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It is the most valuable piece of cardboard in the whole world: the T206 Honus Wagner PSA 8 NM-MT. It was printed in 1909 to be included in cigarettes from the American Tobacco Company, and shows a stiff and blocky young man with his hair parted in the middle, with a "Pittsburg" [sic] shirt buttoned all the way up. It isn't much to look at, but it was most recently sold to an anonymous collector for over two million dollars. This is all true, but also it is unbelievable; there must be something wrong here somewhere. And there is something wrong, all over the place in the world of sports collectibles, according to the story in _The Card: Collectors, Con Men, and the True Story of History's Most Desired Baseball Card_ (Morrow) by sports journalists and investigators Michael O'Keeffe and Teri Thompson. You don't have to be interested in sports or collectibles to find this book amusing and enlightening, as it profiles collectors and their obsession with accumulation, and as it casts doubt on the integrity of many aspects of the enormous sport collectible market.
The authors admit that "Wagner's baseball card seems to have become more significant to twenty-first century baseball fans than Wagner himself." That's really too bad, for Wagner was a fine baseball player, inviting comparison with Babe Ruth and Ty Cobb, both of whom were selected with Wagner as inaugural entries into the Baseball Hall of Fame in 1939. Cigarette companies in the 1880s started putting them into packs of ten cigarettes. Honus Wagner is the rarest card of the 1909 - 1911 set produced by the American Tobacco Company; There are around fifty of Honus Wagner's cards, each of them valuable, but most in poor condition. _The Card_ is about the one known as The Card, the one that is in superb condition; it has bright colors, its edges are clean and white, and the corners are sharp enough to draw blood. And that's the problem; The Card is, in the view of many, just in too good condition. There is a great peculiarity of the baseball card obsession: retouching or repairing a card is forbidden, or if not forbidden, it takes almost all the value of the card away. You can refinish antiques, and even the greatest Old Master paintings get retouched and no one minds as long as the work is done well; but baseball cards must not be doctored. And there are baseball card doctors who remove stains, smooth out wrinkles, build up flabby corners with wheat paste, and scalpel or laser rough edges to make the remaining ones sharp. There are serious doubts about the authenticity of The Card, explored at length here. The Card is now all sealed up in a special case, and no owner is likely to open it up to let appraisers reevaluate it.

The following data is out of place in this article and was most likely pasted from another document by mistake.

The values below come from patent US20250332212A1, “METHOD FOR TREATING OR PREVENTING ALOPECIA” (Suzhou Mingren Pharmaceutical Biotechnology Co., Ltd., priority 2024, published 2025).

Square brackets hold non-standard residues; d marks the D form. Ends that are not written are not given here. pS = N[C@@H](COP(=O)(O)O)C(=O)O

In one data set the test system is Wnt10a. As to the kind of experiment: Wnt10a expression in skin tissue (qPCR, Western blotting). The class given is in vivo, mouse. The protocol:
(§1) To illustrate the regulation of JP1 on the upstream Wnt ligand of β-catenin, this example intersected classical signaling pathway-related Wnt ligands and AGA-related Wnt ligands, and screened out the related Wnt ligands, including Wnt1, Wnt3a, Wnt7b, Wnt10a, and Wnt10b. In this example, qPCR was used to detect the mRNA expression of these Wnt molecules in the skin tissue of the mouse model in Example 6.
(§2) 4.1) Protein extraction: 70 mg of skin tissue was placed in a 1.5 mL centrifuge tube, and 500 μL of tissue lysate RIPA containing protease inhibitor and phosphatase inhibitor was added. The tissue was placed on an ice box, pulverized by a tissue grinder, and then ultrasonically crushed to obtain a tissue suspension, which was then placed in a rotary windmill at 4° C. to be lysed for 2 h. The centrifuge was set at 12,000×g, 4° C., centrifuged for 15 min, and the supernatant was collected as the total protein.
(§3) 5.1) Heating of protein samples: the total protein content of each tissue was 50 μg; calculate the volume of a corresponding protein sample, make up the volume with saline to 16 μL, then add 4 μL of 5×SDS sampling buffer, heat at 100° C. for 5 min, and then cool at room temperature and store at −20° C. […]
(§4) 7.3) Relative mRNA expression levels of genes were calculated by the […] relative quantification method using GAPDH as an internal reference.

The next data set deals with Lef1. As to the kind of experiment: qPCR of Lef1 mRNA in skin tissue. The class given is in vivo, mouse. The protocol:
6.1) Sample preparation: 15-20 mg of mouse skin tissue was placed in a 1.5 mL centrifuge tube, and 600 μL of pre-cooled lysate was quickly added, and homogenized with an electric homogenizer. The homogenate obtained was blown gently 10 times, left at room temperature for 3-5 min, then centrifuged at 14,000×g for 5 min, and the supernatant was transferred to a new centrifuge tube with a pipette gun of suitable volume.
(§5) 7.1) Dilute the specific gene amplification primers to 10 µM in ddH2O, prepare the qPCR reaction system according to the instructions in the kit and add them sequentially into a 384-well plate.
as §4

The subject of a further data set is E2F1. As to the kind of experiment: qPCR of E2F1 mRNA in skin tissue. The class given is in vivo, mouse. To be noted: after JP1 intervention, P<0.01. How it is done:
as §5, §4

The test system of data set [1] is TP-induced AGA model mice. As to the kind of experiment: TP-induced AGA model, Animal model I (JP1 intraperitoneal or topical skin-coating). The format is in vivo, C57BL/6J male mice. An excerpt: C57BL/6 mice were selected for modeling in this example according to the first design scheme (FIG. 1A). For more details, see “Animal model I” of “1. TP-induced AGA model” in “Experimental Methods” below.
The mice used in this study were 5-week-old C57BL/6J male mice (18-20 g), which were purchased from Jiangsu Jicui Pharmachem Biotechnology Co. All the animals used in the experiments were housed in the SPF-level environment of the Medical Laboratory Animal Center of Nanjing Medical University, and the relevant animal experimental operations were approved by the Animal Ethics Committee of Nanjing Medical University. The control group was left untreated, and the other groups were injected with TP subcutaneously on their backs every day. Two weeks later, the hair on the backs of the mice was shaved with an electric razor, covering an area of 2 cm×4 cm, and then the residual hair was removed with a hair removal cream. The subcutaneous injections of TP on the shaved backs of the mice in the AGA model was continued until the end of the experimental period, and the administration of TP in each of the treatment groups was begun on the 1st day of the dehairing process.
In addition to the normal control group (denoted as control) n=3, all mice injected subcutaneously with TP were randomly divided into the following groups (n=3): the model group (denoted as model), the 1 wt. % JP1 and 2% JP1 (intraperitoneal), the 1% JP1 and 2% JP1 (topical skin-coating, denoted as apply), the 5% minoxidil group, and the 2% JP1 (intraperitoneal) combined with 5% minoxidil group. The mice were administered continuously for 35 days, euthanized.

It isn't just The Card that has authentication problems. Other cards do, and other sports hardware does; even bats, balls, and mitts that are authenticated by their previous owners as having been used in important games may not be the actual equipment as claimed. There are authentication services that for a fee will grade cards, but like any company, they want to please their best customers and are inclined to look favorably on cards from their favorites. Sometimes the services that do the authentication are also the ones that own the property and are auctioning it. Sometimes there are shills in the auctions to make the price go sky high. There is little policing by dealers, the authentication services, or governmental authorities. What used to be a fun hobby for kids has outgrown kids and has become a playground for rich fraudsters. The authors have hopes for the hobby, and there are those who are pushing for reform. There are some honest brokers profiled here, and maybe they will eventually have their way, but it hasn't happened yet. _The Card_, a brightly written and entertaining look at a unique realm of folly, reminds us that baseball may nominally be the national pastime, but the actual one is making a buck any way one can.